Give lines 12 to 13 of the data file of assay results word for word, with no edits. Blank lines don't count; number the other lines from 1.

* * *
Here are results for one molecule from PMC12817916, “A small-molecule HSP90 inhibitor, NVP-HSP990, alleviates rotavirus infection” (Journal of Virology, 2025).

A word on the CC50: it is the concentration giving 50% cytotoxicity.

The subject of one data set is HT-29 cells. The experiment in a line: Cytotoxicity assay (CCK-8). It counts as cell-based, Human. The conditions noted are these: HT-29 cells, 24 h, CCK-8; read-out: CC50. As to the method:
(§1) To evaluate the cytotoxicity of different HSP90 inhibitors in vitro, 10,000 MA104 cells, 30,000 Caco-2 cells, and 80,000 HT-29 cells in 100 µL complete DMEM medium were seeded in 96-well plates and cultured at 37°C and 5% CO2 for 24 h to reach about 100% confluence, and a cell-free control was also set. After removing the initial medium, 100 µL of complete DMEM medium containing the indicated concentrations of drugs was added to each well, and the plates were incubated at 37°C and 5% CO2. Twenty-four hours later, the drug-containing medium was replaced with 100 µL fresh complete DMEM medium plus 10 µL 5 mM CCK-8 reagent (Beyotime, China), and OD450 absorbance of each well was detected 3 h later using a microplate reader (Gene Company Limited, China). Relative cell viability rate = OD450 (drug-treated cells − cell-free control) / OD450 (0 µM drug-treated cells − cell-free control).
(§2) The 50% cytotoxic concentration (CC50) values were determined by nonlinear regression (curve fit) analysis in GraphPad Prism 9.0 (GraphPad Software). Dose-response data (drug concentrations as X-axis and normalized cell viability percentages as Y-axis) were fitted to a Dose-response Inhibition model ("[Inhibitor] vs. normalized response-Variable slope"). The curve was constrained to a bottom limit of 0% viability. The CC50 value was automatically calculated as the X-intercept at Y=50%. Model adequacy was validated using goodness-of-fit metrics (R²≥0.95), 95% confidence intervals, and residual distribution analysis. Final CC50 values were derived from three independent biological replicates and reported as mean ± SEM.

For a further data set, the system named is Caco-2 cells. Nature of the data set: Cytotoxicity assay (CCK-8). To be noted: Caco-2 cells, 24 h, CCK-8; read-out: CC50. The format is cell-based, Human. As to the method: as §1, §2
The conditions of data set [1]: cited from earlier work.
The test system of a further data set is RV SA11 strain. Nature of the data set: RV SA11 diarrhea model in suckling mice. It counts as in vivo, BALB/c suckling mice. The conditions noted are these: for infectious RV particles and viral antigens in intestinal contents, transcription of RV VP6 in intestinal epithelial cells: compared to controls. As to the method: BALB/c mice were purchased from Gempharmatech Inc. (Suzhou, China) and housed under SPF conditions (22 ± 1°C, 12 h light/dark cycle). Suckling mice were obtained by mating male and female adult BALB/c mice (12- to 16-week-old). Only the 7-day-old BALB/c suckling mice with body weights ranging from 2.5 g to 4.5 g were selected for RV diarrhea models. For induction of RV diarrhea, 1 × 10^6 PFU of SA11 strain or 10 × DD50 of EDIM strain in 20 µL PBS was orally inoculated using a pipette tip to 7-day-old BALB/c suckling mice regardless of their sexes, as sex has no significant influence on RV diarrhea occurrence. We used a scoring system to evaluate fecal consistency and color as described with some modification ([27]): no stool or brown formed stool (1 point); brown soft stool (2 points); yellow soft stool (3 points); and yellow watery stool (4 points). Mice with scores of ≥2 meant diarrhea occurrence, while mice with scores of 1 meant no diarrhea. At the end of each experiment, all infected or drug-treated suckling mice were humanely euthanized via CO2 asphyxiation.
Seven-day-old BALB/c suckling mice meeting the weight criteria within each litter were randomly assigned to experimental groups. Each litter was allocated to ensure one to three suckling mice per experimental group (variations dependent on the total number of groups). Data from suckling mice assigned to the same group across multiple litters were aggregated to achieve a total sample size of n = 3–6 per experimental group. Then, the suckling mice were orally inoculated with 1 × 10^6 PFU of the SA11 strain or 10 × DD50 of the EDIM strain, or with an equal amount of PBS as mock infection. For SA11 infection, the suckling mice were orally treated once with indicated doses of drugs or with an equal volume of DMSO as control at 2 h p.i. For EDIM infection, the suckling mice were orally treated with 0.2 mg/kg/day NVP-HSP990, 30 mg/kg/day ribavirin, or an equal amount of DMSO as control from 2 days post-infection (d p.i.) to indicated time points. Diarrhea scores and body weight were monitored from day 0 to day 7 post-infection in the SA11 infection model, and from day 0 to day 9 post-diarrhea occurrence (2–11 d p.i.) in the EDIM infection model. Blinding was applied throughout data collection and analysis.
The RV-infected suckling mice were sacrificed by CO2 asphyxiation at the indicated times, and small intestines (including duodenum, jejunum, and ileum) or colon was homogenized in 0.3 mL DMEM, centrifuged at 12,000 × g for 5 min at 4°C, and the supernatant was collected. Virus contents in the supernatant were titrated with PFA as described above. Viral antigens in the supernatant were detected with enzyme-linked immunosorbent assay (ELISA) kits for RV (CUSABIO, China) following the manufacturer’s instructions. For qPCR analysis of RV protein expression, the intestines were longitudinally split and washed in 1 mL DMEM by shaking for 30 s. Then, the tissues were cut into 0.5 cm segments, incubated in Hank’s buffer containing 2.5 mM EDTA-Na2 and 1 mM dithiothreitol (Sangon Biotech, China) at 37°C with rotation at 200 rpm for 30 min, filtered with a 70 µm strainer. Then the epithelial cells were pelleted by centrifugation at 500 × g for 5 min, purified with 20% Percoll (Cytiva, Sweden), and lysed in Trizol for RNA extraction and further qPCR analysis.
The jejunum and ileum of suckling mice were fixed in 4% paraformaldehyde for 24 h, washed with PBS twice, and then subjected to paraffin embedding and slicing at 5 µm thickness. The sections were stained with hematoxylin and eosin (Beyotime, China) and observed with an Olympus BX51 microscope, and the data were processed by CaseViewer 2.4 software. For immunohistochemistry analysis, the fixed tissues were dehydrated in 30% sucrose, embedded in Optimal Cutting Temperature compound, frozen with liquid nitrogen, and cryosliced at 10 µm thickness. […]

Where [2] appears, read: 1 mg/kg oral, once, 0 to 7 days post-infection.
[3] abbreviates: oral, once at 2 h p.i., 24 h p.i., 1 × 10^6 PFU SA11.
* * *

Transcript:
Where [2] appears, read: 1 mg/kg oral, once, 0 to 7 days post-infection.
[3] abbreviates: oral, once at 2 h p.i., 24 h p.i., 1 × 10^6 PFU SA11.